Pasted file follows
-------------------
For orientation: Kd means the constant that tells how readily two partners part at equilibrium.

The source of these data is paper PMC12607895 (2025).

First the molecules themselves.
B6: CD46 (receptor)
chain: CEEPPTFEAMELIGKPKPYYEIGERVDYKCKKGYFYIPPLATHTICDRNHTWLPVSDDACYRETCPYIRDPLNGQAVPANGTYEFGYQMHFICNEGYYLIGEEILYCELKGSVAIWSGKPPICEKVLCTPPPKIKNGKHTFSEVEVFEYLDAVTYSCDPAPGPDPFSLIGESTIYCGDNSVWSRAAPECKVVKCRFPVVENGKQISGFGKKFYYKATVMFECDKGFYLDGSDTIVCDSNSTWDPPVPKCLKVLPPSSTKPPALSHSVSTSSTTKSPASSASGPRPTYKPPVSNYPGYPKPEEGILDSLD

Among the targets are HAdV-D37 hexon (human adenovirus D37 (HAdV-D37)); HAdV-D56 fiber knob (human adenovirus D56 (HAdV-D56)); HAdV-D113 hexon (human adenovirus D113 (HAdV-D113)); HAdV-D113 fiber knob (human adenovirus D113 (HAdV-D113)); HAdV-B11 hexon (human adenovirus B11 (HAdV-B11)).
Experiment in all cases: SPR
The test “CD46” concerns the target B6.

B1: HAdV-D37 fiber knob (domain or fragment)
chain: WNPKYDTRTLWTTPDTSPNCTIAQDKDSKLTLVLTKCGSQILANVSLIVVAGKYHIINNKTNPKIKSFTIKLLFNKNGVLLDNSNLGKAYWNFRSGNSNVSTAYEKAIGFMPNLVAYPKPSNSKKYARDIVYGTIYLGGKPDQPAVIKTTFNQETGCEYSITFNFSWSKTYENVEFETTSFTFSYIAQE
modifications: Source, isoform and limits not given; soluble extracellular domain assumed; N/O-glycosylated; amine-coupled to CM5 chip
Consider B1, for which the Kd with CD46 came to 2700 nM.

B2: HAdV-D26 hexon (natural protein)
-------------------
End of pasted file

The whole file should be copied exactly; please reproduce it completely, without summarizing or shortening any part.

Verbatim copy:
For orientation: Kd means the constant that tells how readily two partners part at equilibrium.

The source of these data is paper PMC12607895 (2025).

First the molecules themselves.
B6: CD46 (receptor)
chain: CEEPPTFEAMELIGKPKPYYEIGERVDYKCKKGYFYIPPLATHTICDRNHTWLPVSDDACYRETCPYIRDPLNGQAVPANGTYEFGYQMHFICNEGYYLIGEEILYCELKGSVAIWSGKPPICEKVLCTPPPKIKNGKHTFSEVEVFEYLDAVTYSCDPAPGPDPFSLIGESTIYCGDNSVWSRAAPECKVVKCRFPVVENGKQISGFGKKFYYKATVMFECDKGFYLDGSDTIVCDSNSTWDPPVPKCLKVLPPSSTKPPALSHSVSTSSTTKSPASSASGPRPTYKPPVSNYPGYPKPEEGILDSLD

Among the targets are HAdV-D37 hexon (human adenovirus D37 (HAdV-D37)); HAdV-D56 fiber knob (human adenovirus D56 (HAdV-D56)); HAdV-D113 hexon (human adenovirus D113 (HAdV-D113)); HAdV-D113 fiber knob (human adenovirus D113 (HAdV-D113)); HAdV-B11 hexon (human adenovirus B11 (HAdV-B11)).
Experiment in all cases: SPR
The test “CD46” concerns the target B6.

B1: HAdV-D37 fiber knob (domain or fragment)
chain: WNPKYDTRTLWTTPDTSPNCTIAQDKDSKLTLVLTKCGSQILANVSLIVVAGKYHIINNKTNPKIKSFTIKLLFNKNGVLLDNSNLGKAYWNFRSGNSNVSTAYEKAIGFMPNLVAYPKPSNSKKYARDIVYGTIYLGGKPDQPAVIKTTFNQETGCEYSITFNFSWSKTYENVEFETTSFTFSYIAQE
modifications: Source, isoform and limits not given; soluble extracellular domain assumed; N/O-glycosylated; amine-coupled to CM5 chip
Consider B1, for which the Kd with CD46 came to 2700 nM.

B2: HAdV-D26 hexon (natural protein)